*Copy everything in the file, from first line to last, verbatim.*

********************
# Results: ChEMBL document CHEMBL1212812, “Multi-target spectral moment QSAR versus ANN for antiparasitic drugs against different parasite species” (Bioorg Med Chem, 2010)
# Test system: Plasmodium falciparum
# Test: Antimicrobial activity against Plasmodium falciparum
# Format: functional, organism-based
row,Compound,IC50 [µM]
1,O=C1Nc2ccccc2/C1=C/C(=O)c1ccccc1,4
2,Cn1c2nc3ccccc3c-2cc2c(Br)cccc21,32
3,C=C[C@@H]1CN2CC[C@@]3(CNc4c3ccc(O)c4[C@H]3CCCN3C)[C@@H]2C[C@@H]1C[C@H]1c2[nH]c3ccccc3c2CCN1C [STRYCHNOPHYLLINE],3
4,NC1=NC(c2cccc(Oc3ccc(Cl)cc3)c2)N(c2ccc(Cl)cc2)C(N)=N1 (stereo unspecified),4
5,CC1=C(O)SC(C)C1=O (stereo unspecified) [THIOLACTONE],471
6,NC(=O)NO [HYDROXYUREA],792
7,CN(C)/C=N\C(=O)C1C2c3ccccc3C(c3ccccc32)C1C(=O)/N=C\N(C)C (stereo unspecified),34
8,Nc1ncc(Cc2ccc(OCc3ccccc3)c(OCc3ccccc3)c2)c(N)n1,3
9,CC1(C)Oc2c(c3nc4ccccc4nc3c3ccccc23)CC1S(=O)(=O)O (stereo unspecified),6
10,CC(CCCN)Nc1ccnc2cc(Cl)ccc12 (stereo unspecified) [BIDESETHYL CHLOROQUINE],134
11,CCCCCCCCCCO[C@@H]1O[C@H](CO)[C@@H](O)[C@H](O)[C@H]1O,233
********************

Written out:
# Results: ChEMBL document CHEMBL1212812, “Multi-target spectral moment QSAR versus ANN for antiparasitic drugs against different parasite species” (Bioorg Med Chem, 2010)
# Test system: Plasmodium falciparum
# Test: Antimicrobial activity against Plasmodium falciparum
# Format: functional, organism-based
row,Compound,IC50 [µM]
1,O=C1Nc2ccccc2/C1=C/C(=O)c1ccccc1,4
2,Cn1c2nc3ccccc3c-2cc2c(Br)cccc21,32
3,C=C[C@@H]1CN2CC[C@@]3(CNc4c3ccc(O)c4[C@H]3CCCN3C)[C@@H]2C[C@@H]1C[C@H]1c2[nH]c3ccccc3c2CCN1C [STRYCHNOPHYLLINE],3
4,NC1=NC(c2cccc(Oc3ccc(Cl)cc3)c2)N(c2ccc(Cl)cc2)C(N)=N1 (stereo unspecified),4
5,CC1=C(O)SC(C)C1=O (stereo unspecified) [THIOLACTONE],471
6,NC(=O)NO [HYDROXYUREA],792
7,CN(C)/C=N\C(=O)C1C2c3ccccc3C(c3ccccc32)C1C(=O)/N=C\N(C)C (stereo unspecified),34
8,Nc1ncc(Cc2ccc(OCc3ccccc3)c(OCc3ccccc3)c2)c(N)n1,3
9,CC1(C)Oc2c(c3nc4ccccc4nc3c3ccccc23)CC1S(=O)(=O)O (stereo unspecified),6
10,CC(CCCN)Nc1ccnc2cc(Cl)ccc12 (stereo unspecified) [BIDESETHYL CHLOROQUINE],134
11,CCCCCCCCCCO[C@@H]1O[C@H](CO)[C@@H](O)[C@H](O)[C@H]1O,233